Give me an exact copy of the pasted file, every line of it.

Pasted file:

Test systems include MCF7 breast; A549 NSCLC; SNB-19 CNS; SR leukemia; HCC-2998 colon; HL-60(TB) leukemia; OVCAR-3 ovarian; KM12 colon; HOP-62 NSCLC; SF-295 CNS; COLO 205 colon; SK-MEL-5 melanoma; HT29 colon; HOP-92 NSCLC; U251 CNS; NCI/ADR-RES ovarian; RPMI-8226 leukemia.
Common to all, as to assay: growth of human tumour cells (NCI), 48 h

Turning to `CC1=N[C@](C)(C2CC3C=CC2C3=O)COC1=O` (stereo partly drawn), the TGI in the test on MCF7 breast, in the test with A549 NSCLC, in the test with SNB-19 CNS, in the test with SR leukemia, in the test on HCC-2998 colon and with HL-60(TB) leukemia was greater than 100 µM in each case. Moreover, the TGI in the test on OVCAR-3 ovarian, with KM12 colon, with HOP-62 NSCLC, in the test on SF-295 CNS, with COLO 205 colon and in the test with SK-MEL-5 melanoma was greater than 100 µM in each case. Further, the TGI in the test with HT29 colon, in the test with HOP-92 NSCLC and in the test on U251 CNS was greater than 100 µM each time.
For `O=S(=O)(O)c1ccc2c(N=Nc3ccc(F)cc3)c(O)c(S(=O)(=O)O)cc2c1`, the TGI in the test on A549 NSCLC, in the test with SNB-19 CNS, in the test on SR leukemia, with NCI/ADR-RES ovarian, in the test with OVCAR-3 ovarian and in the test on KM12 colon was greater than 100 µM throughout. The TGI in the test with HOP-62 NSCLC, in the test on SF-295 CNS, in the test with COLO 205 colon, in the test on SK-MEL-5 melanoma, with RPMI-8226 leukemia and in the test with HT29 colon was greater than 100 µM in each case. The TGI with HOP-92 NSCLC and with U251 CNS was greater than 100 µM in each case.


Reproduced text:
Test systems include MCF7 breast; A549 NSCLC; SNB-19 CNS; SR leukemia; HCC-2998 colon; HL-60(TB) leukemia; OVCAR-3 ovarian; KM12 colon; HOP-62 NSCLC; SF-295 CNS; COLO 205 colon; SK-MEL-5 melanoma; HT29 colon; HOP-92 NSCLC; U251 CNS; NCI/ADR-RES ovarian; RPMI-8226 leukemia.
Common to all, as to assay: growth of human tumour cells (NCI), 48 h

Turning to `CC1=N[C@](C)(C2CC3C=CC2C3=O)COC1=O` (stereo partly drawn), the TGI in the test on MCF7 breast, in the test with A549 NSCLC, in the test with SNB-19 CNS, in the test with SR leukemia, in the test on HCC-2998 colon and with HL-60(TB) leukemia was greater than 100 µM in each case. Moreover, the TGI in the test on OVCAR-3 ovarian, with KM12 colon, with HOP-62 NSCLC, in the test on SF-295 CNS, with COLO 205 colon and in the test with SK-MEL-5 melanoma was greater than 100 µM in each case. Further, the TGI in the test with HT29 colon, in the test with HOP-92 NSCLC and in the test on U251 CNS was greater than 100 µM each time.
For `O=S(=O)(O)c1ccc2c(N=Nc3ccc(F)cc3)c(O)c(S(=O)(=O)O)cc2c1`, the TGI in the test on A549 NSCLC, in the test with SNB-19 CNS, in the test on SR leukemia, with NCI/ADR-RES ovarian, in the test with OVCAR-3 ovarian and in the test on KM12 colon was greater than 100 µM throughout. The TGI in the test with HOP-62 NSCLC, in the test on SF-295 CNS, in the test with COLO 205 colon, in the test on SK-MEL-5 melanoma, with RPMI-8226 leukemia and in the test with HT29 colon was greater than 100 µM in each case. The TGI with HOP-92 NSCLC and with U251 CNS was greater than 100 µM in each case.